- Marseille, France
- Company Membership
Joined the School in 2010 as Principal of the Trainee Program
Promoted to Associate Director in 2012
Named Director in 2017
Born in Marseille, France, Patrick Armand studied with Rudy Bryans, his mother Colette Armand, and at the Ecole de Danse de Marseille. He won the Prix de Lausanne in 1980 and continued his studies at the School of American Ballet and at the Centre de Danse International in Cannes. In 1981, he joined the Ballet Theatre Français and was promoted to principal dancer in 1983. That same year, Patrick was nominated for a Laurence Olivier Award for his performance in Béjart’s Song of a Wayfarer with Rudolf Nureyev. In 1984 he was invited by Peter Schaufuss to join the London Festival Ballet (now English National Ballet), where he danced for six years before joining the Boston Ballet in 1990, under the direction of Bruce Marks.
Patrick’s repertoire includes many leading roles in works by Ashton, Balanchine, Cranko, MacMillan, Petit, Tetley, and van Manen. Notably, in 1988, Patrick performed Siegfried in the world premiere of Natalia Makarova’s Swan Lake at London Festival Ballet (now English National Ballet). That same year, he was voted best dancer of the year by the British magazine, Dance and Dancers. In addition, he has had work created on him by such choreographers as Bohbot, Bruce, Tharp, and Wheeldon, among others. As a guest artist, Patrick performed with the Australian Ballet, the Bayerische Staatsballet, the Deutsche Oper Ballet (Berlin), the Kirov Ballet, and the Noriko Kobayashi Ballet Theatre. In 2002, he took over the direction of Studio Ballet Colette Armand in Marseille. He has also been a frequent guest teacher for schools and companies in Amsterdam, Florence, London, Naples, Tokyo, and Toronto.
In 2003, Patrick co-produced Act III of Raymonda for the Noriko Kobayashi Ballet Theatre at Tokyo’s New National Theater. In 2006, he was appointed teacher and ballet master of the Teatro alla Scala in Milan. He also choreographed a production of Don Quixote for the Croatian National Theatre in Zagreb, which premiered in June 2010.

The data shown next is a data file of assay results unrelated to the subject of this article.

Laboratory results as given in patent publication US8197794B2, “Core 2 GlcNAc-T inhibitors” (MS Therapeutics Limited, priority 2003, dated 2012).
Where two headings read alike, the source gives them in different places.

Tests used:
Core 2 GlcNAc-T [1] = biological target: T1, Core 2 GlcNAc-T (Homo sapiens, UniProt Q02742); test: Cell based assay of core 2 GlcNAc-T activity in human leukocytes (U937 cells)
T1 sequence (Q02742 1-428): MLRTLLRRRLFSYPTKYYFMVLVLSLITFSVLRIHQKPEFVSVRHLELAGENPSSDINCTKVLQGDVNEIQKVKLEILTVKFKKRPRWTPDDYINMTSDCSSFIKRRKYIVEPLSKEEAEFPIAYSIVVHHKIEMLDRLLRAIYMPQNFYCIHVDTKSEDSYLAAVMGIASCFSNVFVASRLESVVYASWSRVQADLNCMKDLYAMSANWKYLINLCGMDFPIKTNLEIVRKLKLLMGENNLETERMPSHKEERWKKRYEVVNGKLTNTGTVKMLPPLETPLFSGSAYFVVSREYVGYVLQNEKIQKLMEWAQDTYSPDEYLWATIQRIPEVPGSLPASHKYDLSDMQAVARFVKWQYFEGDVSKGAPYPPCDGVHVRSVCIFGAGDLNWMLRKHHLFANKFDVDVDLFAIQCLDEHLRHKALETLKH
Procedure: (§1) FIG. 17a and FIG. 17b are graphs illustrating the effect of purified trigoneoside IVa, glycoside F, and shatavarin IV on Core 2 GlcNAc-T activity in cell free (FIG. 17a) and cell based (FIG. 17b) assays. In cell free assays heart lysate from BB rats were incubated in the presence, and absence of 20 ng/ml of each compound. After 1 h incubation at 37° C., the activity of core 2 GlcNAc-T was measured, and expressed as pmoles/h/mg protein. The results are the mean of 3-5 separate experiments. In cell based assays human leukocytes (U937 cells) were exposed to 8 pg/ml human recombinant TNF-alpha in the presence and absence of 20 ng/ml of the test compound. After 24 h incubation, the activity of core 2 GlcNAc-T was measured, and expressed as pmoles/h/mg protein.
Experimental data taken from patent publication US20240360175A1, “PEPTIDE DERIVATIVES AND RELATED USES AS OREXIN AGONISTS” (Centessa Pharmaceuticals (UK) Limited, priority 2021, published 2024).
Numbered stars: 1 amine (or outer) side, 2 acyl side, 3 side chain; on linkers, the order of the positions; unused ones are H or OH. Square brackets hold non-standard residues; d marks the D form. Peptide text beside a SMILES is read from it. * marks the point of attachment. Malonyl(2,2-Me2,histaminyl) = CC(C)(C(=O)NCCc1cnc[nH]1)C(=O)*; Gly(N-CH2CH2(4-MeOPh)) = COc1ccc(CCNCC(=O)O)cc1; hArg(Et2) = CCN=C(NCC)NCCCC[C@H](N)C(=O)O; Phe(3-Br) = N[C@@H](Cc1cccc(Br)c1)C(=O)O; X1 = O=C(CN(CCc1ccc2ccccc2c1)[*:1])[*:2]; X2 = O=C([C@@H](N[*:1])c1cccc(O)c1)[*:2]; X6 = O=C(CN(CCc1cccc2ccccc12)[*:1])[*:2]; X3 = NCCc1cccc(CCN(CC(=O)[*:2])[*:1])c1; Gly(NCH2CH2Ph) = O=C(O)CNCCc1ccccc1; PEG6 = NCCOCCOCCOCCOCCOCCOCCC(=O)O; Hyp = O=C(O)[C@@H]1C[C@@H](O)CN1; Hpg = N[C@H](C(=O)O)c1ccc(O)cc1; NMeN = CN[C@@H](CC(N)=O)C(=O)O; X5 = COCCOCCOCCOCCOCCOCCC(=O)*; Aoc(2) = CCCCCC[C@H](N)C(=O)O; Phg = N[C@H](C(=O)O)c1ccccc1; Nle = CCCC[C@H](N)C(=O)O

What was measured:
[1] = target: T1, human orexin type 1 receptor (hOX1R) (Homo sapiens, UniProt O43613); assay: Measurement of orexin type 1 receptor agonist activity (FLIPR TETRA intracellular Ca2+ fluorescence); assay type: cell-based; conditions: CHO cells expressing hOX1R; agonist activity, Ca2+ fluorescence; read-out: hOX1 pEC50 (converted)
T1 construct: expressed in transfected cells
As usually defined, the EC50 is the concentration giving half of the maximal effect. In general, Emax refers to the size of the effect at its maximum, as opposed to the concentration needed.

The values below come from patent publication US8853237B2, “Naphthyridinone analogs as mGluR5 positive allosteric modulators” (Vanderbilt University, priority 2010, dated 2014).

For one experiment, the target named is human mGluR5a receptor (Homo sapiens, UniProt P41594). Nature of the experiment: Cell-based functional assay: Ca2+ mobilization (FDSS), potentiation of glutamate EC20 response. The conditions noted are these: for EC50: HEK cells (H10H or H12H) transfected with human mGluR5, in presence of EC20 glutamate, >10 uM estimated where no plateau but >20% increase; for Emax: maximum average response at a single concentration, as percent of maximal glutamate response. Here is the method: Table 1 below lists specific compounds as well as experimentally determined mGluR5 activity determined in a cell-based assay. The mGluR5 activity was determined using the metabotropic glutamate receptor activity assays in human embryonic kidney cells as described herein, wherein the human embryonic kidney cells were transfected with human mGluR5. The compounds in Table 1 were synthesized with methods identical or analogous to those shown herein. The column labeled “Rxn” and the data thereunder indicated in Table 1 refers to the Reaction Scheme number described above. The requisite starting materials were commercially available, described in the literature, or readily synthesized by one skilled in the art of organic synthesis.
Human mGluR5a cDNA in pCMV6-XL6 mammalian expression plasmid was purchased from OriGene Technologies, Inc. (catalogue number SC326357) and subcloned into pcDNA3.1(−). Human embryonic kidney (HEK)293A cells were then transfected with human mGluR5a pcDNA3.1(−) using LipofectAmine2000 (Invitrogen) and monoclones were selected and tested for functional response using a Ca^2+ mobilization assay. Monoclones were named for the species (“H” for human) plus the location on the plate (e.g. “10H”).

In 1998 and 2009, Patrick served as a jury member of the Prix de Lausanne and since 2010, he has been the competition’s official male coach and teacher. In 2010, he was appointed principal of the SF Ballet School Trainee Program and on September 1, 2012, he assumed the position of SF Ballet School associate director. Patrick was named director of the School at the 2017 Student Showcase Dinner, for which he was honorary chair.
Who was your most influential teacher?
First it was Rudy Bryans. While he was still dancing at Ballet National de Marseille and I was in the school, he would coach me. He had such a powerful presence and meticulous foot work; having trained with the French ballet masters, he demanded a high level of clean technique. Later, my mother was influential in my decision to become a teacher. I watched her teach and she was the best at working with children on correct placement. She could help any child with any physical differences find a way to dance with correct placement.
Are there differences in the styles of teaching in France and in the US?
Yes, but ultimately the differences stem from the different cultures. Ballet has been in development for over 300 years in France, so there is an ingrained sense of tradition from this history.
What is the most important quality that every ballet student must have to be successful?
Students must be open-minded and like a sponge. They must listen, watch, and be eager to improve. Students must be willing to take risks and fail. Otherwise they will not have pushed themselves hard enough to reach success.
What is the most important quality that every ballet teacher must have to see success in their students?
Teachers must approach class with clear communication and empathy for their students to gain their trust. Then, when a teacher needs to be strict and push a student for more, the student will understand that it is for their benefit to help them improve. The teacher will never reach that level of trust needed without empathy and clear communication .
When did you know you wanted to teach ballet?
I have always expected to teach as part of my ballet career. I first taught when I was 23 and recovering from an injury. I always knew my performing career would eventually come to an end and that I wanted to remain in the studio. There is no ballet without teachers; it has to be passed on from person to person, and I'm incredibly privileged to be able to do this.